It is an oddity of English that many nouns which are normally count nouns may also be used as mass nouns when talking about them as foodstuff. Example are chicken, egg, cake, pizza. (Unfortunately this does not apply to all foodstuffs, and I don't know any way to predict reliably which it does apply to. You can say I like cake/cakes or I like pizza/pizzas, but I like pancake or I like muffin sound very odd to me).
In the case of an animal, such as lamb, if we use it as a count noun, eg "I like lambs" we always mean those things jumping around in fields, whereas "I like lamb" unambiguously refers eating lamb-meat. (As others have pointed out, for some common animals, we have different words for the meat. If you say I want some cow, people will think that you must mean beef, but think you're deliberately using an odd word for it).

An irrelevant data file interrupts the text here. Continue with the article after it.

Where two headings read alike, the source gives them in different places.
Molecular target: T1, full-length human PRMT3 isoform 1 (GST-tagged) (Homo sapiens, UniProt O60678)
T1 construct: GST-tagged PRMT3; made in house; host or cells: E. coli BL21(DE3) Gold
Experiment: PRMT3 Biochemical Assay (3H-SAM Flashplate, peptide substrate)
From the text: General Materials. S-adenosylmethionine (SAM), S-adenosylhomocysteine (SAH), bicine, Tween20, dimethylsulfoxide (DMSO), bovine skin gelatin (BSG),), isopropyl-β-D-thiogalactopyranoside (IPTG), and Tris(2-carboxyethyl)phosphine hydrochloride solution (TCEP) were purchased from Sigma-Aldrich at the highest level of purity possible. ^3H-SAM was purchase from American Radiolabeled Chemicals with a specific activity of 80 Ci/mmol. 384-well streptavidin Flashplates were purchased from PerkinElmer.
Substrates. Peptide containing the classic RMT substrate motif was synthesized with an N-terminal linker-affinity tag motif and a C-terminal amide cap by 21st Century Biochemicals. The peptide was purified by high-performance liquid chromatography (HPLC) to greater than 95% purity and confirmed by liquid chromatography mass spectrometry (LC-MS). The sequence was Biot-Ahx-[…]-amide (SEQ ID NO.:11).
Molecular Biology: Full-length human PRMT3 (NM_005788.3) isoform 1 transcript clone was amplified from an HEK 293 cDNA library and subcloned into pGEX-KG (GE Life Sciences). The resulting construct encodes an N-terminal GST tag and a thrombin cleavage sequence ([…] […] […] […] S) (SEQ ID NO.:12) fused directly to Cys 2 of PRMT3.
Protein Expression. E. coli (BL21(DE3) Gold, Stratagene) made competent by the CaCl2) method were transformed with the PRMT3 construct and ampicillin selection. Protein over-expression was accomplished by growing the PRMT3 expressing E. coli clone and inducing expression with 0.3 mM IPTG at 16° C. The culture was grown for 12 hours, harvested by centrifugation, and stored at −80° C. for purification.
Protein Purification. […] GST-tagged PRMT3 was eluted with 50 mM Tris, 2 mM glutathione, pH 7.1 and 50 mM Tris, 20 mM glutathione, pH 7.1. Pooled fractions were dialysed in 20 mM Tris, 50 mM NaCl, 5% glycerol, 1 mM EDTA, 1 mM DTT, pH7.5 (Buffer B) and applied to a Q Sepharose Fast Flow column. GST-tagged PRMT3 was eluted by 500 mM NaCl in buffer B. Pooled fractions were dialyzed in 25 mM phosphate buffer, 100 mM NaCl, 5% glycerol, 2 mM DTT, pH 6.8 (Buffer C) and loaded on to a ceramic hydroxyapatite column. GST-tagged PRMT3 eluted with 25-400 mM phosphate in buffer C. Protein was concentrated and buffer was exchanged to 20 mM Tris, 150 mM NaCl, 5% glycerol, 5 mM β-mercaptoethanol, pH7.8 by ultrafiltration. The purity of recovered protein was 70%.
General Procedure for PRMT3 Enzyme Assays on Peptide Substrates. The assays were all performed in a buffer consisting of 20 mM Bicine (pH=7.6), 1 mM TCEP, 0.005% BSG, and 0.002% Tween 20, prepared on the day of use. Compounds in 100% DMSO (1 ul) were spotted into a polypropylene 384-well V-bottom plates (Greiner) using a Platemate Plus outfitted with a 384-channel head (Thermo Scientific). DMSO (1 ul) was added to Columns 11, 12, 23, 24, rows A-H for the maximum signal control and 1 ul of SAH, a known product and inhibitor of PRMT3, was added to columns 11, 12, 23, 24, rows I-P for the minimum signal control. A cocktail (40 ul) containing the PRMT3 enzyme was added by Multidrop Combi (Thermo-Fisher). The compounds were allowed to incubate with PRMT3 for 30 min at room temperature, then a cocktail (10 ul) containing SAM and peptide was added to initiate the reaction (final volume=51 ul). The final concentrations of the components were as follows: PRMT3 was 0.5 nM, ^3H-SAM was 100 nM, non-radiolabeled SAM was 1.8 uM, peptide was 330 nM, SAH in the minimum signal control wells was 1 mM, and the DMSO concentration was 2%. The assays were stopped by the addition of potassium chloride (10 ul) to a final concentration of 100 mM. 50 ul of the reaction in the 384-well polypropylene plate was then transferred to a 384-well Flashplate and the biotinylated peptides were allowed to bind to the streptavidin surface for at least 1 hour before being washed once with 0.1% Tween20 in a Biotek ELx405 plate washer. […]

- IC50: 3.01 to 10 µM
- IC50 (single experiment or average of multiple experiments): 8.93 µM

If we use animal names as mass nouns, it is almost always taken as food, even if they're not something we normally think of eating. So, for your example I like cat means eating the meat from cats. Similarly, I can (truthfully) say "My father was once given bear", meaning that he was served a dish of bear-meat.